RelayRides is a company with which many local residents may soon be familiar. The business, which is being backed by funding from Google and General Motors, is slated to open nationwide in the coming months. RelayRides allows residents to essentially rent out their own cars on an hourly basis to those who do not have a car themselves. The business therefore allows car owners the chance to make extra money using their idle car while providing a handy service for those who just need a car on chance occasions.
However, our Panama City car accident lawyers understand that this program raises many interesting legal questions, perhaps most importantly: what happens in the event of an accident when using a shared car?
Those who rent their own cars should rightly be concerned about what happens if the one who is using their car gets in an accident. Private insurance companies will likely not provide any coverage. That is because car insurance policies rarely provide coverage when a car is being used for commercial purposes--such as being rented out as part of the RelayRides program.
As the spokeswoman for the Insurance Information Institute explained in a recent New York Times article on the topic, "If the 'renter' were involved in an accident, most likely the insurer would non-renew or maybe even rescind the auto policy. Similarly, a USAA spokesman explained that if a customer participated in a program like RelayRides, the insurance company "would inform them that participating in such a program will generally result in non-renewal." The Panama City accident attorney at our firm appreciate the potential consequences of these insurance issues for local residents.
RelayRides is aware of the concerns, and so the company provides $1 million in coverage for car owners in the event that a user hurts another in an accident while renting the car. This is an important and prudent step, but it still leaves a few questions. For one thing, any damage over $1 million might lead to personal liability. The Panama City car accident attorney at our firm knows that when serious injuries are involved (like brain injuries) or multiple people are injured, the total damages can quickly exceed $1 million.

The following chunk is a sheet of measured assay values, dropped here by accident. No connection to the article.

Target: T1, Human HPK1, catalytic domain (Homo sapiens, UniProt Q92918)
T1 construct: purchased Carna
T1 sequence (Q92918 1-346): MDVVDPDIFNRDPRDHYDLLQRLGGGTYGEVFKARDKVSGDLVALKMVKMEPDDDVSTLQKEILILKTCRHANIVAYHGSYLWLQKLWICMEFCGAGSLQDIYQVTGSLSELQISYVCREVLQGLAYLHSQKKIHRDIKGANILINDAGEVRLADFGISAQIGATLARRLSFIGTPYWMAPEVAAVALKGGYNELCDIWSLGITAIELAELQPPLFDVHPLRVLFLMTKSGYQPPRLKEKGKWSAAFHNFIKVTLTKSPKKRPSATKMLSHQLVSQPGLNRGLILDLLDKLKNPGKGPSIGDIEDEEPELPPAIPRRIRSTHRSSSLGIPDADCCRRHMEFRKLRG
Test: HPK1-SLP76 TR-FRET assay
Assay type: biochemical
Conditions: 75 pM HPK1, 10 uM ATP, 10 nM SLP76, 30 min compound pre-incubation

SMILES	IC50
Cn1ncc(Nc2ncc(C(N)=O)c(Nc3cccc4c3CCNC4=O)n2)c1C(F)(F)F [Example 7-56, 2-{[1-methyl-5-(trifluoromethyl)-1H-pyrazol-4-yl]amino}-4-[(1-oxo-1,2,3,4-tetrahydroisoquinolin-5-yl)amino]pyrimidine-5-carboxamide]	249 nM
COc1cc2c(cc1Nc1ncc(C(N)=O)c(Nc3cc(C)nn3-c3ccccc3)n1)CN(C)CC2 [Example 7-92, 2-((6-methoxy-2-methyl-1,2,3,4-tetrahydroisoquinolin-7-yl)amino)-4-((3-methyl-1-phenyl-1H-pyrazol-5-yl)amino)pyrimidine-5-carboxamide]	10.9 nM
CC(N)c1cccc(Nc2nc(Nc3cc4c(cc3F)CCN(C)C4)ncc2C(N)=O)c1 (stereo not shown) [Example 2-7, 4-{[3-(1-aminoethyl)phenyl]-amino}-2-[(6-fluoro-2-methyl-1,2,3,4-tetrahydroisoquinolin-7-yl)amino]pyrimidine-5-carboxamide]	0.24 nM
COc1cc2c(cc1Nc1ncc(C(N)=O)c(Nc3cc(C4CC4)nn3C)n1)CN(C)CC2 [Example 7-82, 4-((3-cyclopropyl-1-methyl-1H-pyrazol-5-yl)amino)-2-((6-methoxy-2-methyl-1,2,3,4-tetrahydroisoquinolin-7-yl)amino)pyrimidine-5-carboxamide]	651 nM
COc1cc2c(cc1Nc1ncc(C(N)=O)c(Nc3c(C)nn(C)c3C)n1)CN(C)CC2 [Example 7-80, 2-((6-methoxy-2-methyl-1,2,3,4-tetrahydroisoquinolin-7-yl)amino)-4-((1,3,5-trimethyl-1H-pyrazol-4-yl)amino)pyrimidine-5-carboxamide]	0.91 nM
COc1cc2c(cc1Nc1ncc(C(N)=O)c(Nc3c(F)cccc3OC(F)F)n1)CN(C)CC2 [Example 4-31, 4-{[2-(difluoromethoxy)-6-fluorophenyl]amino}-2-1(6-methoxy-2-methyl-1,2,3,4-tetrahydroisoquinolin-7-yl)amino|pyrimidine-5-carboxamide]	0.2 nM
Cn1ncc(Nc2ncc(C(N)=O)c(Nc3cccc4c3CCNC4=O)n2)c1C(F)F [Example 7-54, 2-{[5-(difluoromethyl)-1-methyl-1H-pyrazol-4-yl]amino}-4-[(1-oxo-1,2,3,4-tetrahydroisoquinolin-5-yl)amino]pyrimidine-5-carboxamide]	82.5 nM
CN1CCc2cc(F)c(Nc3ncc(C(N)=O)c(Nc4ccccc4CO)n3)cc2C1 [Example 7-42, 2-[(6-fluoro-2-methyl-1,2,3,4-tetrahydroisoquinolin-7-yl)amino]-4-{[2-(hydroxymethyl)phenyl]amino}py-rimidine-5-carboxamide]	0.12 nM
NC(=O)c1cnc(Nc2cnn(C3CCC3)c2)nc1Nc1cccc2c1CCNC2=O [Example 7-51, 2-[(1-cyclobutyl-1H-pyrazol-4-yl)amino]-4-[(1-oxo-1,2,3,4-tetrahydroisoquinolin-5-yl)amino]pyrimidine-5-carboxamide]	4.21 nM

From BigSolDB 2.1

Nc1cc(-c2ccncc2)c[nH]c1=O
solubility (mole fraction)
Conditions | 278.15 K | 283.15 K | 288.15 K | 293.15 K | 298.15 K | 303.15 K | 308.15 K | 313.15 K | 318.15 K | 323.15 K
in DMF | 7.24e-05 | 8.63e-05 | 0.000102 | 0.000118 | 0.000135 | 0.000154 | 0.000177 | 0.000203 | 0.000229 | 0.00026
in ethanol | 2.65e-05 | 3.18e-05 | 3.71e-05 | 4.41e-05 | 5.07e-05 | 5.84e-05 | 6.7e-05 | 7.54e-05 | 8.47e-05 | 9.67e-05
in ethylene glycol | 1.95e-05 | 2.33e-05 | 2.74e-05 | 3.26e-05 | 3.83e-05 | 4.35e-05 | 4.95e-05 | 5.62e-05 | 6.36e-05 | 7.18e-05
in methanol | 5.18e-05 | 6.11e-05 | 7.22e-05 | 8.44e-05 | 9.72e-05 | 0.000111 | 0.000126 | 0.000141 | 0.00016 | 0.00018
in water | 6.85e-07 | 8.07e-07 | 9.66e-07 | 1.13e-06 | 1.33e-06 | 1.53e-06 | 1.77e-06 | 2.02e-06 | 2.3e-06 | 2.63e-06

Perhaps even more concerning, there is a chance that the company's policy may not apply after an accident. For example, the RelayRides terms of service explain that the company disclaims warranties for fitness for a particular purpose. Also, in some areas the car sharing company may legally be able to go after a car owner following an accident if they deem the owner to have misrepresented the fitness of the vehicle. In other words, there are concerns that if a car is not properly maintained and ends up in an accident, the owner might not be covered by the company's $1 million policy. If the owner's own policy doesn't apply, then the individual may find themselves in a particularly difficult situation.
In the end, there is still a lot of legal uncertainty around some of these issues. However, it is important for local residents to fully consider these concerns before deciding whether or not to participate in these programs.